Uganda Equator at Kayabwe

I left my Ugandan recap a couple of months ago back here, after I’d completed a week of ministry in Uganda.
The next Saturday, the last of my tour away, we headed off to Masaka, which included crossing the equator at Kayabwe as we went.
The road to Masaka is “under construction”. Apparently it’s been under construction for quite a while, so long, that some of the locals have moved because of the dust from the road. If you thought the dust was bad in other places, here it is ten times worse. Sadly, another problem with the road is the number of accidents. We passed a couple, a bus and a car had collided, I suspect the driver of the car may not have made it. Many of the drivers drive like cowboys and overtaking with all the dust makes it even more dangerous.

Passed a few cars driving along with fish on the front of the radiator, which was probably the coolest place! I guess that was their evening meal, might have been cool, but probably dust filled.

We reached the equator crossing and stopped there to take some photos. Took a look at buying some Ugandan flags, but even with James (our local Ugandan) negotiating for us, they still wanted too much so we left them there. You could also watch the water go down on either side of the equator, but we didn’t do that either. I’m sure it does. We spent a bit of time enjoying the novelty of standing in the northern, southern and both hemispheres. And proving that it is a small world, at one of the shops there I met somebody who lived about half an hour from me back here in Aus. Yep, definitely a small world!

After a while there, we continued to Masaka. Stopped at a school somewhere and checked out the view of the town from a hill in a local school ground, then had some lunch in one of the restaurants there. I wish I could remember which one it was, but I know it was one associated with helping the Ugandans socially and on the corner of George street, but that’s all I can remember.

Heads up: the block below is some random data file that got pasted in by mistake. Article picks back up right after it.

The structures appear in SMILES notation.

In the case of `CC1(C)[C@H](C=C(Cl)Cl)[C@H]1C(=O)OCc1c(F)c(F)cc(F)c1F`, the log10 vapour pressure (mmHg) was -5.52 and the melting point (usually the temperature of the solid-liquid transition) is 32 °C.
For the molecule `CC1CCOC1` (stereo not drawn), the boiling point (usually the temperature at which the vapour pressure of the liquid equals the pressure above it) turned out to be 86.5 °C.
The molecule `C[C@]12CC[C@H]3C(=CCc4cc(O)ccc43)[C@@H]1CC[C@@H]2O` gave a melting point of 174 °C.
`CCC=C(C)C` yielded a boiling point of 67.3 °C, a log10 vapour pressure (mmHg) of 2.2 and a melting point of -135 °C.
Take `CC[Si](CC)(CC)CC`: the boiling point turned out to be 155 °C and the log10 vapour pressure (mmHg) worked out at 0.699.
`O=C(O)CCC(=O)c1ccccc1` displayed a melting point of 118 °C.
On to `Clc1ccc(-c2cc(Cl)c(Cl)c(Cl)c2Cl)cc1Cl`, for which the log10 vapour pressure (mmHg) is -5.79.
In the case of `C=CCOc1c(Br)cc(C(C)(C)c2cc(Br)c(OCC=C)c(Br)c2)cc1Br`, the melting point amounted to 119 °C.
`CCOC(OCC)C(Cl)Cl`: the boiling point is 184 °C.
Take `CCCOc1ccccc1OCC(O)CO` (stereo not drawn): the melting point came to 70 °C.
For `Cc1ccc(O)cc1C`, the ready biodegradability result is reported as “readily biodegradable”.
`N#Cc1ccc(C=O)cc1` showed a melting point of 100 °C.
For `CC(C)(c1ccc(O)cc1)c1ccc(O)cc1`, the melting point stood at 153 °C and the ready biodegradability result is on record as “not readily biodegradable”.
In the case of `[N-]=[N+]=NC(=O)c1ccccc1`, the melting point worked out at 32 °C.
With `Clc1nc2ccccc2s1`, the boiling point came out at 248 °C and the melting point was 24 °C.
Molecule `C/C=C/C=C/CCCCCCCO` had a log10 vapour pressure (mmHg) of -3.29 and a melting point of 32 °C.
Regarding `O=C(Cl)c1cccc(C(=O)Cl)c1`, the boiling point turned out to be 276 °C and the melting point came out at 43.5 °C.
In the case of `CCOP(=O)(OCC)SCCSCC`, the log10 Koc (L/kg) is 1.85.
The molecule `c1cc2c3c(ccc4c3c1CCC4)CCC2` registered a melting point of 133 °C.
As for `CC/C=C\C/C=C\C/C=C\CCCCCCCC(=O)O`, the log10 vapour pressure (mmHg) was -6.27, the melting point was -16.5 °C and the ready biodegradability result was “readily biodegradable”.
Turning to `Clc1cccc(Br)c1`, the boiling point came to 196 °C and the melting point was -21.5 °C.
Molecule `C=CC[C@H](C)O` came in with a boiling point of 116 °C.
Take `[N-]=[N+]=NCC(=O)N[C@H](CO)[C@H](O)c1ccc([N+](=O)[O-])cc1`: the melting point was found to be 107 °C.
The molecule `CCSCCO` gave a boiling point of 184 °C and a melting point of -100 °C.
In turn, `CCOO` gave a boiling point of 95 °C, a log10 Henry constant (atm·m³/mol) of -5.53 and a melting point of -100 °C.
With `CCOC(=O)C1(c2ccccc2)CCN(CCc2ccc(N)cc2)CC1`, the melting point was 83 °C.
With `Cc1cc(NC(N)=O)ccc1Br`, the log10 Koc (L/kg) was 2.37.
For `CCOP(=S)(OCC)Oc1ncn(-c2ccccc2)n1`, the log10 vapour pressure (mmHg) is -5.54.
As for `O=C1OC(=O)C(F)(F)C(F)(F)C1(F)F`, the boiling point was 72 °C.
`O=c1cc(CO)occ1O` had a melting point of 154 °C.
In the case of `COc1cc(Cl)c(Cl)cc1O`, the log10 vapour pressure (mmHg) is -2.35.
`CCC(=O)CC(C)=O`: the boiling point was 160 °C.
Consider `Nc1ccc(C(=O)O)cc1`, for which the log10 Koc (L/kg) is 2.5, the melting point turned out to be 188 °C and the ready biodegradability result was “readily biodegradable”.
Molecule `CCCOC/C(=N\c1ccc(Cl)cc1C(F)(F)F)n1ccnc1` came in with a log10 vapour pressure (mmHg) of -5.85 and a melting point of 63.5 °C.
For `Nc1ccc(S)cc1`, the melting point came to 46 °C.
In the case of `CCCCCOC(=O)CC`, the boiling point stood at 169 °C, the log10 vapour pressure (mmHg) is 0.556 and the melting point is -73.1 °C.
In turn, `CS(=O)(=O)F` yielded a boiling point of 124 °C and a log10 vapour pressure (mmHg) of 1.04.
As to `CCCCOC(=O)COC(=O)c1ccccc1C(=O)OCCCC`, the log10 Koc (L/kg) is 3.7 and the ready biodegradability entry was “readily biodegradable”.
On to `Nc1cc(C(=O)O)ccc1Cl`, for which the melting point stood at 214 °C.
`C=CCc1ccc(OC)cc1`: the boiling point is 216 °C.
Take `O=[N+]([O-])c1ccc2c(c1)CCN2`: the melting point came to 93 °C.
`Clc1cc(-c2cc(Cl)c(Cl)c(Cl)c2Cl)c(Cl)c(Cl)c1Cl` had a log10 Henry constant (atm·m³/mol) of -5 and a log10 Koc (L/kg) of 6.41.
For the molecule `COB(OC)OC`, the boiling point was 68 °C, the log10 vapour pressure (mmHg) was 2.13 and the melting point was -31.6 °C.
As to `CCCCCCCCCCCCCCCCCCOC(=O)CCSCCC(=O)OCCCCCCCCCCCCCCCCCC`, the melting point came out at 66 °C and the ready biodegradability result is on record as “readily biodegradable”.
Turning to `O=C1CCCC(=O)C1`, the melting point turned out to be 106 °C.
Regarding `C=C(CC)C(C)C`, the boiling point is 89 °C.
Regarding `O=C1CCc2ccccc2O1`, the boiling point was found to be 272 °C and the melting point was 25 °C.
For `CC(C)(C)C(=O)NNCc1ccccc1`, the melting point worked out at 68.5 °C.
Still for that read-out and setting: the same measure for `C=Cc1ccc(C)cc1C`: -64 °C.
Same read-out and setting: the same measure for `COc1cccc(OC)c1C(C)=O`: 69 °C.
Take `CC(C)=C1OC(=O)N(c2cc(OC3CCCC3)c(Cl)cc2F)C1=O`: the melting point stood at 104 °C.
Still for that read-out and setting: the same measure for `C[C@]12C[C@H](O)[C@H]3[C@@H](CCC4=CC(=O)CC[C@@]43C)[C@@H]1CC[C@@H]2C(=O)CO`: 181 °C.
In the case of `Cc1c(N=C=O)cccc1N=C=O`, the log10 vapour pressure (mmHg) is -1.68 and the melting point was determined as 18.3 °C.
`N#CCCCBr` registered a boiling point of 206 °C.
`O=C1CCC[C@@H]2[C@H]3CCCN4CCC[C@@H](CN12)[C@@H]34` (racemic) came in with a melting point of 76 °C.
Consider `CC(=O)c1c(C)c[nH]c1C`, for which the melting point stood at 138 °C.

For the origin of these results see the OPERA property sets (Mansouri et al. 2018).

We took a drive round the central part of Maska and drew some attention to ourselves by driving the wrong way down a one way street. But still, there were no signs at all if you came in the other way, really wide street, cars parked both ways – the only thing that alerted us to this little error was the Ugandans pointing and laughing at us and pointing at a sign that we had to turn around to see (because we were going the wrong way) that said you could only go one way. At the other end of the street there were also one way signs, but how does that help! Ah well, it was only a short street anyway.

Eventually we headed home, still fascinating driving through the Ugandan towns and seeing the butcher shops, with the meat hanging out in the heat and flies all day. Compared with our sanitry society where we’re meant to chuck the meat out if it rises above the recommended temperature for more than a couple of hours, it’s a bit of a difference. We followed the cattle truck (pictured below) on the way home for quite a while – the cattle were attended by two guys who rode on top of the truck in the dust (and nearly the rain) for the trip. I could think of a few better places to travel a 3 hour journey…

Anyway, here’s some pics of the equator and the Masaka area.